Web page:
Finally, the implication that Tesla would ever deliver a car with a hazardous battery is absolutely inaccurate, contrary to all evidence, and detached from reality. It is irresponsible to suggest as much based on unnamed, anonymous sources who have provided no such evidence and who obviously do not have a complete understanding of the extensive testing that all batteries in Tesla vehicles are subjected to. As with Model S and Model X, which have well demonstrated safety records, we maintain a rigorous approach to quality and process control for the Model 3 battery. Even more importantly, to our knowledge, there has not been a single safety concern in the field related to Model 3 batteries at any point over the six months of Model 3 production.

As for the assertion about cells touching in Model 3 batteries, this is extremely misleading and displays a complete lack of basic knowledge about how our batteries work. Every battery in a Tesla vehicle has thousands of cells, the vast majority of which are at the same voltage potential as neighboring cells. Hypothetically, even if two cells of the same voltage potential were touching, there would be absolutely zero impact, safety or otherwise – it would be as if two neutral pieces of metal touched. Despite this fact, all Model 3 battery modules’ cell positions are measured twice in manufacturing to verify process control and quality of outgoing parts. Conversely, if at any point in the production process cells are touching at different voltage potentials, they cannot be electrically interconnected. Over the course of the production process, we conduct three different tests to ensure the right number of cells are electrically connected in Model 3 modules. Additionally, the long term reliability of cell position is something validated through testing, including shock and vibration, and high temperature and humidity testing, as well as thermal cycling endurance testing throughout design and via sampling in production. All of this testing is designed to prevent touching cells from being installed in any of our vehicles, including Model 3. Finally, the safety aspects of our module design would continue to function even in the presence of touching cells, so the concerns raised are further unfounded.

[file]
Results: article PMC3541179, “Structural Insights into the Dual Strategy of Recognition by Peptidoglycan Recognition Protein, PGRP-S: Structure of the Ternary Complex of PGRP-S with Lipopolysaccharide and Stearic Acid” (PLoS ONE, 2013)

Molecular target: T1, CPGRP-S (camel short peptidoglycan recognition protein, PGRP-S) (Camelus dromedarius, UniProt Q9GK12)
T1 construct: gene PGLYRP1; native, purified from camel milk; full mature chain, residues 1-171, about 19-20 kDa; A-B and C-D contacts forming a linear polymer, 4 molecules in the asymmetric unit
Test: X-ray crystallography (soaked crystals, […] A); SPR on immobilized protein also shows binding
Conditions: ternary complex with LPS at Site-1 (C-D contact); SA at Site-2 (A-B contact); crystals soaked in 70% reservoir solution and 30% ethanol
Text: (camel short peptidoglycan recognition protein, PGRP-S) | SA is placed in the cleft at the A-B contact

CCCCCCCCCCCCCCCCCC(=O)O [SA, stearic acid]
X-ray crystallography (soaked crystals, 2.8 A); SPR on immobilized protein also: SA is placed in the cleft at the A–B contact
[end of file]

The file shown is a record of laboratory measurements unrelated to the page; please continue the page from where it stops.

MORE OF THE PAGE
These false claims are being made even though we have a proven history of making the safest vehicles on the road, with Model S and Model X receiving 5-star safety ratings not only overall but in every subcategory. Although not yet tested by NHTSA, Model 3 has been designed and internally tested to have the same result. Data from NHTSA’s testing shows that Model S and Model X have the two lowest probability of injury scores in the history of NHTSA testing. Furthermore, over billions of miles of actual driving, Tesla’s vehicles have been roughly five times less likely to experience a fire than a conventional gasoline vehicle. In light of these facts, it’s preposterous to suggest that a company as committed to safety as Tesla would allow untested or unsafe batteries to go in our vehicles.

As for Tesla’s current Model 3 production timeline, the company during its most recent earnings report indicated that it’s aiming to boost production to 5,000 units per week by June of 2018.